Kaizen, which means "change for the better" in Japanese, is where this practice started. The business philosophy has its roots in Japan and aims to continuously enhance operations while involving every employee, from the CEO to assembly line workers. 

Importance of just-in-time

Just-in-time production demands meticulous supply chain planning and top-notch software to complete the entire process until delivery, improving efficiency and reducing room for error because each process is tracked.

A just-in-time inventory management system has the following significant effects, to name a few:

1. Increases manufacturer control

In a JIT model, the manufacturer controls the demand-pull-based manufacturing process. As a result, they can quickly increase the production of a product in high demand and decrease the production of products in low demand to meet customer demand.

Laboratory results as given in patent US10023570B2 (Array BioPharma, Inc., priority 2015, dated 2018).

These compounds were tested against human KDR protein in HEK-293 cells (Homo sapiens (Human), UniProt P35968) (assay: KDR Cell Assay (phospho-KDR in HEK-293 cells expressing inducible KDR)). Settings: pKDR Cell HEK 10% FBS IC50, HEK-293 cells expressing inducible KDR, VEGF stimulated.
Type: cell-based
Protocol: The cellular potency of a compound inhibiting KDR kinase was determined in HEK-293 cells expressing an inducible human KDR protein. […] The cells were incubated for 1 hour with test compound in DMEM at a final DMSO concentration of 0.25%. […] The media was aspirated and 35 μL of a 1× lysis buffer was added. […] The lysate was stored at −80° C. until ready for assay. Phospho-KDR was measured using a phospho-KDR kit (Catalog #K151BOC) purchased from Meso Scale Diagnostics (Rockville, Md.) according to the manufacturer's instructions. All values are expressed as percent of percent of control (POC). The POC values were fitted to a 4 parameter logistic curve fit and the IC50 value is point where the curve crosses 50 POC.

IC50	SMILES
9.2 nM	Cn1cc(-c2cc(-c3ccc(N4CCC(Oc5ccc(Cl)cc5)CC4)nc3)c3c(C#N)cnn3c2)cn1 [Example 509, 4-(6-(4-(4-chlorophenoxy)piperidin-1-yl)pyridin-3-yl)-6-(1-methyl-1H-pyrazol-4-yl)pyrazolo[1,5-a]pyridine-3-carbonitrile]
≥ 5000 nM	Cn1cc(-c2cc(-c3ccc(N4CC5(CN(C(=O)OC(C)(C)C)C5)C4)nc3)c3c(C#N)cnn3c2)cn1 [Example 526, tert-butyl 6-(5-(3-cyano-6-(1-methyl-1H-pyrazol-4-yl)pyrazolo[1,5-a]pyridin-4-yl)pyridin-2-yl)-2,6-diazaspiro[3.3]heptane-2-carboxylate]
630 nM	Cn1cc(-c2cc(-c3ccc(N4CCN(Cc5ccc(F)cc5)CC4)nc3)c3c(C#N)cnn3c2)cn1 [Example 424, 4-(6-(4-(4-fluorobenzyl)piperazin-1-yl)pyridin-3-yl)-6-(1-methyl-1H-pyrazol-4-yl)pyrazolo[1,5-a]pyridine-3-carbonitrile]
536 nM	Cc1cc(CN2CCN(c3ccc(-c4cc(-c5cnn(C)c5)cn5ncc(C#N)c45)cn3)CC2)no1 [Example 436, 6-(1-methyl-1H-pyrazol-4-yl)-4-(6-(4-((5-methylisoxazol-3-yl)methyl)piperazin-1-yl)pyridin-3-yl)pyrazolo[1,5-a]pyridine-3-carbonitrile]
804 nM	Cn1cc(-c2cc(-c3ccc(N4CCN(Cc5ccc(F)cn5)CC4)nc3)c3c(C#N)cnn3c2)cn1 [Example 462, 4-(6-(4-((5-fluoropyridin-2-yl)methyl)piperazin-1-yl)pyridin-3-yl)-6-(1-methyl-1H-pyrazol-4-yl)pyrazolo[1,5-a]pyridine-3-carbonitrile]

As a result, the JIT model is adaptable and able to meet the constantly shifting market needs.

2. Local sourcing

To meet the requirements of just-in-time manufacturing and begin production only after an order has been placed, the raw materials must be purchased locally and delivered to the unit as early as possible.

Local sourcing also cuts down on the time and expense associated with transportation. However, this necessitates the parallel operation of numerous complementary businesses, raising employment rates for that particular demographic.

3. Reduced risk, lower investment

Only necessary stocks are acquired in a JIT model, necessitating less working capital for finance procurement. Therefore, the organization would see a high return on investment due to the lower inventory.

This model uses the "right first time" concept, which refers to performing tasks correctly the first time, to reduce inspection and rework costs.

As a result, the business needs to invest less money, less money is required to fix mistakes, and more money is made when an item is sold.

How Does Just-in-Time Inventory Work?